June 12, 2009

Infra What?

A CTA bus is pretty heavy. Several of them rolling directly over a weak spot in the infrastructure like this will eventually swallow one of them. Or your car.

Bus Stop Before Giant Collapse on Howard Street

Collapsing Sewer on Howard Collapsing Sewer on Howard

Collapsing Sewer on Howard

This monster is in front of Lost Eras on Howard Street. Will there be any menu money left for this neck of the woods?

Lost Eras - Howard Street Collapsing Sewer

2 comments:

loulou said...

I was just looking at that sink hole this morning, as I crossed the street to toss some garbage in the can in front of LE... a practice many of my neighbors are unfamiliar with. I had the thought that it was a problem I noticed 6 months ago, back in the very snowy winter days we had. I gave the city the benefit of the doubt back in January, being that the snow removal took priority. What do you think the excuse has been since, oh maybe April when the last of the snow melted?

The North Coast said...

The streets in this area are so pocked with holes like this, you have to wonder how we haven't had a street cave-in.

Moore has the same mentality as Daley- spend the money on frills while ignoring core needs and doing favors.

The $267,000 of the ward's discretionary fund for infrastructure repairs such as this, that is instead being given to the park district in return for "free" (to the recipient,not to the rest of the taxpayers), could have gone a long way towards repairing the most dangerous holes. Instead, it's going to provide parking spots at no cost to some very privileged constituents.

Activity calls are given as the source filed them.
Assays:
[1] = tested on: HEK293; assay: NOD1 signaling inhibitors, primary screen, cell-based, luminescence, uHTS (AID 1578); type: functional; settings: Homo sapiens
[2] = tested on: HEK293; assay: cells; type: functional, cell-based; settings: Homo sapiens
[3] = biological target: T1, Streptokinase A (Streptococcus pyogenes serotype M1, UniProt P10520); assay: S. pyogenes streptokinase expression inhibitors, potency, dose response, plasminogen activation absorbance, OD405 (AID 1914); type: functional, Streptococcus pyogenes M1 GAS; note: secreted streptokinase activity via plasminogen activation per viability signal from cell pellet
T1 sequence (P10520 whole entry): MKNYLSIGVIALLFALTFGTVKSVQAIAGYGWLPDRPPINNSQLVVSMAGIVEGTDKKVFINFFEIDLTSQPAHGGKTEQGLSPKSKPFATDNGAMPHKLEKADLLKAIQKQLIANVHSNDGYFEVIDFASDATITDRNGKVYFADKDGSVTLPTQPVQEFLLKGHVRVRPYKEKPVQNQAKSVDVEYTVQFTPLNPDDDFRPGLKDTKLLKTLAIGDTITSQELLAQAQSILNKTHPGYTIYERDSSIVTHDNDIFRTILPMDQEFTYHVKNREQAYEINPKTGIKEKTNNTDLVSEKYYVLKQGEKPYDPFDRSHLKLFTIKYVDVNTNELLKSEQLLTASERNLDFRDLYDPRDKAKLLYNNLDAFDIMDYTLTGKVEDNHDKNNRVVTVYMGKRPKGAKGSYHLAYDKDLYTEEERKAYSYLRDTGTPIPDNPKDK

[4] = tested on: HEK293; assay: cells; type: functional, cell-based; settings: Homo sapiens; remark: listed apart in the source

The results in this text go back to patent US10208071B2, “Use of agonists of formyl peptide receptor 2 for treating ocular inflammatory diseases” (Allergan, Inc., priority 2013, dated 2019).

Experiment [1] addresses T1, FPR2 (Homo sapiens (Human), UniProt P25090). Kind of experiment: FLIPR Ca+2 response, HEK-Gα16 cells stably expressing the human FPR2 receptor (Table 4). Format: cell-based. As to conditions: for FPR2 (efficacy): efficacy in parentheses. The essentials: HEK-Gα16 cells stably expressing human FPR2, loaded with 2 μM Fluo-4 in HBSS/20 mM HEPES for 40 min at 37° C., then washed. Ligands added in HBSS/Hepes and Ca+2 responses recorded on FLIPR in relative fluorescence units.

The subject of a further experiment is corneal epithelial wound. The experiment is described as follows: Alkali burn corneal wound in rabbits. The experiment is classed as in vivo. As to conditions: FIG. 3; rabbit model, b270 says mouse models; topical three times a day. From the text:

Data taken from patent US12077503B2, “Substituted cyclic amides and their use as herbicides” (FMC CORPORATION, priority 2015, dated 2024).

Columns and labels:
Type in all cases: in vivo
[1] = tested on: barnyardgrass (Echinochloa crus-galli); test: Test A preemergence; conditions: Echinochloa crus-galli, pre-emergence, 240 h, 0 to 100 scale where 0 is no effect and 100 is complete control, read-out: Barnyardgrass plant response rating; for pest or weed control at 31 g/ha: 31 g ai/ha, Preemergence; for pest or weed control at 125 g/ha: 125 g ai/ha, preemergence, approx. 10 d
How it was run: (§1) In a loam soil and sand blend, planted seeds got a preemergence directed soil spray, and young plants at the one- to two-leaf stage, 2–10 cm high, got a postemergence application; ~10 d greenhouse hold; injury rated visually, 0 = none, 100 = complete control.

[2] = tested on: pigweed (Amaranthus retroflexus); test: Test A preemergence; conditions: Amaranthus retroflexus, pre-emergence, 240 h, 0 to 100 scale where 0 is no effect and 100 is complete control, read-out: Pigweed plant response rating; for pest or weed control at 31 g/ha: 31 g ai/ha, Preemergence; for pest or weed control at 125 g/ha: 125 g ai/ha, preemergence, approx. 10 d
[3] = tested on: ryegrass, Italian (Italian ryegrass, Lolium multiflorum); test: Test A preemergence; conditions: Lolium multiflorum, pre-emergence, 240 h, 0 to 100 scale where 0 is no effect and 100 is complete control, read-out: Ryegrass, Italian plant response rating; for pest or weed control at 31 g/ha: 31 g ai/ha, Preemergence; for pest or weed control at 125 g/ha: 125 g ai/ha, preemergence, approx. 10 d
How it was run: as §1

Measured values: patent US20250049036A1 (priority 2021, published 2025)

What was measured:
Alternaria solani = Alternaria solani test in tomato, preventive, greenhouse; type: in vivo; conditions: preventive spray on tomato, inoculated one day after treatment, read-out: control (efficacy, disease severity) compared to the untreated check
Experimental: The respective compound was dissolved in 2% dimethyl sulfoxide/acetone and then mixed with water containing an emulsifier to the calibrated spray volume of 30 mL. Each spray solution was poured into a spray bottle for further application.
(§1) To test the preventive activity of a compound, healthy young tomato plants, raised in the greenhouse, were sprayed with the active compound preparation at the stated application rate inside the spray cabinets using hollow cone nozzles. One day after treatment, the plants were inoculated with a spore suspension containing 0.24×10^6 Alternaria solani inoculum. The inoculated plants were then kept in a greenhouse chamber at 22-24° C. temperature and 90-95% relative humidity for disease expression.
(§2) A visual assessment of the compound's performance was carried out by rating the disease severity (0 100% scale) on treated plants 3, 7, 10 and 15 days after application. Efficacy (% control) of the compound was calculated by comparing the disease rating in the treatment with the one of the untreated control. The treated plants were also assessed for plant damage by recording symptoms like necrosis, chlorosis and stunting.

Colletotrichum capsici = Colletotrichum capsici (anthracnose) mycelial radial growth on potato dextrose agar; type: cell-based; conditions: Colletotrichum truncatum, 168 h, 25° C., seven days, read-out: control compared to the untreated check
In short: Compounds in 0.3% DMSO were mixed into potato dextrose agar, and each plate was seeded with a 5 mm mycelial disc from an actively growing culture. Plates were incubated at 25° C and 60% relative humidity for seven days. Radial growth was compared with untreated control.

We'd like to know who those constituents are and what they are doing for Joe in return.

The entire system needs to be questioned. It appears to be designed to give aldermen as much personal power as possible and is apt to extreme corruption.Shouldn't the "discretionary" fund be eliminated, and the money instead placed in a city-wide infrastructure fund to be allocated according to the most critical need, as determined by the city's engineers? This should not be a political process.

As things are now, too much is left to the discretion of one person, either the alderman, or the mayor himself, with no reference to the city's needs as a whole, let alone with any reference to the city's financial condition, which is sort of shaky at the present time.